~Tim~
Post Sat May 18, 2013 2:55 pm
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clydewolf
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Re: 401a advice  Reply with quote  

quote:
Originally posted by NorCal
Hello everyone, I am new to the forum and wanted to say hello.

I recently discovered that I had a 401a account that I never knew existed after I left my city job back in 2008. Its not a whole lot, but it has matured to 12K with interest, and since I never knew it existed, I look at it like "free money."

My current employer offers a 401K and I currently contribute 10% with a 6% match. I also have a Roth IRA through USAA which I just opened. However, I contacted my employer to see if I could roll my 401a over into that account and I was told I could not. Considering I can only contribute $5,400 per year into my Roth IRA, I'm conflicted as to what to.

Do I roll over what I can, and cash out the rest losing 30% to taxes, or do I just let it sit where it's at and let it gain 6% per year?

Any input would be appreciated. I'm only 32 years old so I have a few more moons before I can pull the pin and retire.

Roll to TIRA?
- Many more investment choices.
- Probably lower fees.
- Better options for your beneficiaries.
- Future consolidation of retirement accounts.

It is good that you are contributing to a ROTH IRA now. That gets the 5 year qualifying clock started for qualified distributions after you reach age 59 1/2.
Post Sat May 18, 2013 8:00 pm
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NorCal
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Thanks for the advice everyone. I was considering rolling my CalPERS account over to a traditional USAA IRA. My family members are telling me to get the money out of CalPERS with all their financial issues before its too late and the money is gone. I'm not 100% that is realistic, but that is why I am looking at other options . . .
Post Sun May 19, 2013 7:50 am
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Anton Martin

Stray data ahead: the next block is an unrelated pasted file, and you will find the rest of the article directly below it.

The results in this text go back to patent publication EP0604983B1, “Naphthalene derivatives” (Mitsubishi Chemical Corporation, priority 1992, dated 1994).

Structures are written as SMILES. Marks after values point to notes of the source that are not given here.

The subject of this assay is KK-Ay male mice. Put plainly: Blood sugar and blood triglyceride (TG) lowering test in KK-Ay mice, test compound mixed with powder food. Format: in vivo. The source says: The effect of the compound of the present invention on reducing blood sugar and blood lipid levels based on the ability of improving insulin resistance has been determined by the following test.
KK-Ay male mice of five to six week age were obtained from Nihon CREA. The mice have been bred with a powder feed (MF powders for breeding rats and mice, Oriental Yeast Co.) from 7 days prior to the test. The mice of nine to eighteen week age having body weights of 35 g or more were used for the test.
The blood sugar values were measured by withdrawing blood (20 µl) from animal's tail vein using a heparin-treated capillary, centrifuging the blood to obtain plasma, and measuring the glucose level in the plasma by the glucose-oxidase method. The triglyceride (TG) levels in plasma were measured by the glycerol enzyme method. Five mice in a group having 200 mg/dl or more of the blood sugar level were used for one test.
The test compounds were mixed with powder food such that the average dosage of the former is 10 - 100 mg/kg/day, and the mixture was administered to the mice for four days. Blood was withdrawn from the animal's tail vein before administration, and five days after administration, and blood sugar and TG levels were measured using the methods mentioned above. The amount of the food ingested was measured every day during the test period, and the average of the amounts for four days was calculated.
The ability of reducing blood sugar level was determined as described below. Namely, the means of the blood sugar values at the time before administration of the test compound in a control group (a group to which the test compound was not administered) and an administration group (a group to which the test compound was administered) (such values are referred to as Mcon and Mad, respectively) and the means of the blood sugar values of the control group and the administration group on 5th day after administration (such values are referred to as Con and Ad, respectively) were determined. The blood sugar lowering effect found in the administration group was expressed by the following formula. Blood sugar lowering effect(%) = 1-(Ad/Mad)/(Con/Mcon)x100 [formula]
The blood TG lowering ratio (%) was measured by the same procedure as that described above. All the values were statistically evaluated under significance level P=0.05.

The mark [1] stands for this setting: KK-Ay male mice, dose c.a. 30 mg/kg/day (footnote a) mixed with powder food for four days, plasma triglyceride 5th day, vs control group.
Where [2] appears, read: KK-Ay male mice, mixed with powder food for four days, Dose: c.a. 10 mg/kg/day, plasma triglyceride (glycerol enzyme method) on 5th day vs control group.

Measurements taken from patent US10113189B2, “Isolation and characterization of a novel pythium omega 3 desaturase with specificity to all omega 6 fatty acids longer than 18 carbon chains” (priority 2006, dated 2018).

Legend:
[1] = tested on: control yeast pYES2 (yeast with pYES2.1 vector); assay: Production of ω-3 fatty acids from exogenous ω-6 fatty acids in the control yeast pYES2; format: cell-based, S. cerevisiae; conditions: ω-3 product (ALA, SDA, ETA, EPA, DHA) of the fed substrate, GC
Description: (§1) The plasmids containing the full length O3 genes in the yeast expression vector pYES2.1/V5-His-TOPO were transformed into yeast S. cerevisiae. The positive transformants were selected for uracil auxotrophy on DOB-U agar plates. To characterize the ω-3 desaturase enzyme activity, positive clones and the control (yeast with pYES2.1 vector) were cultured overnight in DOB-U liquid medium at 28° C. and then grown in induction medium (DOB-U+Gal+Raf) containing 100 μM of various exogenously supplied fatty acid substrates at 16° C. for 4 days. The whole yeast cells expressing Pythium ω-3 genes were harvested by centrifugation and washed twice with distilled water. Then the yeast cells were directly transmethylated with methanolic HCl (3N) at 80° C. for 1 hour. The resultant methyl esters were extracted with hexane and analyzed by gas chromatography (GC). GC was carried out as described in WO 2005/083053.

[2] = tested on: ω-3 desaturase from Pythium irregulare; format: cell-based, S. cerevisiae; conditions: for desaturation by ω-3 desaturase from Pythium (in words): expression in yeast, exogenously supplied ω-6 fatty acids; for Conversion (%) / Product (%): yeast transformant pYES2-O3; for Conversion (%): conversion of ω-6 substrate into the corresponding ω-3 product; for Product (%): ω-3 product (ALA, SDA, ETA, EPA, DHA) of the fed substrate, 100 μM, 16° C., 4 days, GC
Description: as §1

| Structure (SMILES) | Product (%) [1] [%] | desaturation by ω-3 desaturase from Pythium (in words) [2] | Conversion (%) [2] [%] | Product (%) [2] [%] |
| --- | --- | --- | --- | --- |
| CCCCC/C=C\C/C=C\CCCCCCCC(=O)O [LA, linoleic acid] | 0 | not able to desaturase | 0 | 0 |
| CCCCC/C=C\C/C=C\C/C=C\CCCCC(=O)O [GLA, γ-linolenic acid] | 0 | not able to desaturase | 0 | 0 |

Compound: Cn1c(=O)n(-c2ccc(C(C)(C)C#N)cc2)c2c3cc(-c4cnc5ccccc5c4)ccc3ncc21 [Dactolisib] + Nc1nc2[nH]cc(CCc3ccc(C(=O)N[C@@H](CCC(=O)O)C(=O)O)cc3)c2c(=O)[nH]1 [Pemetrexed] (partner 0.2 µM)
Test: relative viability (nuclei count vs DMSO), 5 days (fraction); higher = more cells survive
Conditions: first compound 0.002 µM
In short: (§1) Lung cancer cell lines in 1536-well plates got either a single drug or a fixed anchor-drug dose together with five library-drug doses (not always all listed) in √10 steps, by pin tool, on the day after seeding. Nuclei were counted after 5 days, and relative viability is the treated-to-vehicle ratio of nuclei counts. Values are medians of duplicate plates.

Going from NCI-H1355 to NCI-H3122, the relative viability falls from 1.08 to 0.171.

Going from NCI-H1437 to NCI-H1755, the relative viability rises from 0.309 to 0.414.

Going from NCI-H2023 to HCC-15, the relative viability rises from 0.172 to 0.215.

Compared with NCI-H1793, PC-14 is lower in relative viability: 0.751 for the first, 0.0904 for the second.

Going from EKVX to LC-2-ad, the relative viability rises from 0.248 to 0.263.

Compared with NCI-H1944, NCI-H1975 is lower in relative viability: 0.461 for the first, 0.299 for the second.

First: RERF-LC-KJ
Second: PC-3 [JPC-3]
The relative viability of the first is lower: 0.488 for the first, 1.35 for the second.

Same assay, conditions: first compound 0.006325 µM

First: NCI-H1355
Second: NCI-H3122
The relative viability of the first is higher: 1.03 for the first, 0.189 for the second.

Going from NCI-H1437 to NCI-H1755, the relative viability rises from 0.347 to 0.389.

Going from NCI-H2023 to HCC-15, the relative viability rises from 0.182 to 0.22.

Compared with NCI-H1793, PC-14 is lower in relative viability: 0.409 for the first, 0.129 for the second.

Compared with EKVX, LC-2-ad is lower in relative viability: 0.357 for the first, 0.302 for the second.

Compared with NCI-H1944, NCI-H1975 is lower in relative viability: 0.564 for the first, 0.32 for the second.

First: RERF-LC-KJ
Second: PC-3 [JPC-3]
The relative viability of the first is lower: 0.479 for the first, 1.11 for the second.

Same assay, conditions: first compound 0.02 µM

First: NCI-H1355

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Agree with you  Reply with quote  

quote:
Originally posted by oldguy
quote:
Do I roll over what I can, and cash out the rest losing 30% to taxes, or do I just let it sit where it's at and let it gain 6% per year?


Actually your company did you a favor, it's not such a good idea to roll an old 401 into a new one - instead roll it into a Traditional IRA where you can invest in whatever you like. That is a tax-free 'roll' - use a major fund company such as Vanguard or Fidelity, they will do the 'roll' for you. At your young age, I would would go 100% into a SP500 Index Fund, low costs, average longtern return of about 11%/yr. (The roll doesn't count as part of your $5500/yr contribution so can still fund your Roth.

quote:
I look at it like "free money."


OK - but it would be better if you didn't, lol. There is a book about that - 'earned' money vs 'found' money. People direct earned money to sensible things - and they blow the 'found' money to reward themselves. Most lottery winners blow the whole thing in an average of 7 yrs. People who get large tax refunds blow it on a vacation or a new car. Some people sell a house and then blow $100,000 on 'solid' investments, lol.

BTW, $12k sitting at 11%/yr at age 32 is $275,000. When you change companies, retire, etc, your final 401k will probably get added to this account - ie, much of your wealth will end up there.


I am completely agree with you, Roll it over to Traditional IRA may be good idea.